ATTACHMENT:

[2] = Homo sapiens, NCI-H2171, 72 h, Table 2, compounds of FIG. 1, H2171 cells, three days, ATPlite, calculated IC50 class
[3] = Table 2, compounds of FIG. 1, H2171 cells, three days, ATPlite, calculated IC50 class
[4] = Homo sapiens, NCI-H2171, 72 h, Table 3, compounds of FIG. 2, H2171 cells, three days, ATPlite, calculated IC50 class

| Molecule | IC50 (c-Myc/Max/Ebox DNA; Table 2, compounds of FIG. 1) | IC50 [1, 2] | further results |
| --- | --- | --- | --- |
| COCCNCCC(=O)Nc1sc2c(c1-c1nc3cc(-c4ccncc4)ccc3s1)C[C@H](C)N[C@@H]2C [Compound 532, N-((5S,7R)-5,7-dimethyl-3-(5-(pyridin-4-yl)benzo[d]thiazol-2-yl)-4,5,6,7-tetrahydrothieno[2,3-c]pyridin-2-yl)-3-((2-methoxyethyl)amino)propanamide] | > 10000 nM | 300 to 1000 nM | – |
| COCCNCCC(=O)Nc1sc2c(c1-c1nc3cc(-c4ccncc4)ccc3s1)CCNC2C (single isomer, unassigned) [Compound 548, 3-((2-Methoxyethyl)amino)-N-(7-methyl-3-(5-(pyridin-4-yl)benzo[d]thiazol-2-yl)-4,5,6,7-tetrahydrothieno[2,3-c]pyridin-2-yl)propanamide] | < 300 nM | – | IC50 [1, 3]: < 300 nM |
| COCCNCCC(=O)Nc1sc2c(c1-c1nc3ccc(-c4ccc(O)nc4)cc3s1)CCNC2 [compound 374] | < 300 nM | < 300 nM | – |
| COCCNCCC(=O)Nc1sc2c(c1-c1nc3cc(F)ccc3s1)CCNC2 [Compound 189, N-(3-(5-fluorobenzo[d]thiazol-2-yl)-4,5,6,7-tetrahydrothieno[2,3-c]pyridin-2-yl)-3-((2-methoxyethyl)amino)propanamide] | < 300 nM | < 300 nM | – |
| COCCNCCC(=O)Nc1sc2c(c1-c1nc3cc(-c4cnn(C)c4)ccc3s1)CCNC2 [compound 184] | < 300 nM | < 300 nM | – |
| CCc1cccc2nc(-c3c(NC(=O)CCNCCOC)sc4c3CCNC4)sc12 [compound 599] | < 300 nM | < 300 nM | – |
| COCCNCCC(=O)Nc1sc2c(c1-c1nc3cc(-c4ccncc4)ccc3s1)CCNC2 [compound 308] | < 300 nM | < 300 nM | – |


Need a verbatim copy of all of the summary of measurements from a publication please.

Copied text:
[2] = Homo sapiens, NCI-H2171, 72 h, Table 2, compounds of FIG. 1, H2171 cells, three days, ATPlite, calculated IC50 class
[3] = Table 2, compounds of FIG. 1, H2171 cells, three days, ATPlite, calculated IC50 class
[4] = Homo sapiens, NCI-H2171, 72 h, Table 3, compounds of FIG. 2, H2171 cells, three days, ATPlite, calculated IC50 class

| Molecule | IC50 (c-Myc/Max/Ebox DNA; Table 2, compounds of FIG. 1) | IC50 [1, 2] | further results |
| --- | --- | --- | --- |
| COCCNCCC(=O)Nc1sc2c(c1-c1nc3cc(-c4ccncc4)ccc3s1)C[C@H](C)N[C@@H]2C [Compound 532, N-((5S,7R)-5,7-dimethyl-3-(5-(pyridin-4-yl)benzo[d]thiazol-2-yl)-4,5,6,7-tetrahydrothieno[2,3-c]pyridin-2-yl)-3-((2-methoxyethyl)amino)propanamide] | > 10000 nM | 300 to 1000 nM | – |
| COCCNCCC(=O)Nc1sc2c(c1-c1nc3cc(-c4ccncc4)ccc3s1)CCNC2C (single isomer, unassigned) [Compound 548, 3-((2-Methoxyethyl)amino)-N-(7-methyl-3-(5-(pyridin-4-yl)benzo[d]thiazol-2-yl)-4,5,6,7-tetrahydrothieno[2,3-c]pyridin-2-yl)propanamide] | < 300 nM | – | IC50 [1, 3]: < 300 nM |
| COCCNCCC(=O)Nc1sc2c(c1-c1nc3ccc(-c4ccc(O)nc4)cc3s1)CCNC2 [compound 374] | < 300 nM | < 300 nM | – |
| COCCNCCC(=O)Nc1sc2c(c1-c1nc3cc(F)ccc3s1)CCNC2 [Compound 189, N-(3-(5-fluorobenzo[d]thiazol-2-yl)-4,5,6,7-tetrahydrothieno[2,3-c]pyridin-2-yl)-3-((2-methoxyethyl)amino)propanamide] | < 300 nM | < 300 nM | – |
| COCCNCCC(=O)Nc1sc2c(c1-c1nc3cc(-c4cnn(C)c4)ccc3s1)CCNC2 [compound 184] | < 300 nM | < 300 nM | – |
| CCc1cccc2nc(-c3c(NC(=O)CCNCCOC)sc4c3CCNC4)sc12 [compound 599] | < 300 nM | < 300 nM | – |
| COCCNCCC(=O)Nc1sc2c(c1-c1nc3cc(-c4ccncc4)ccc3s1)CCNC2 [compound 308] | < 300 nM | < 300 nM | – |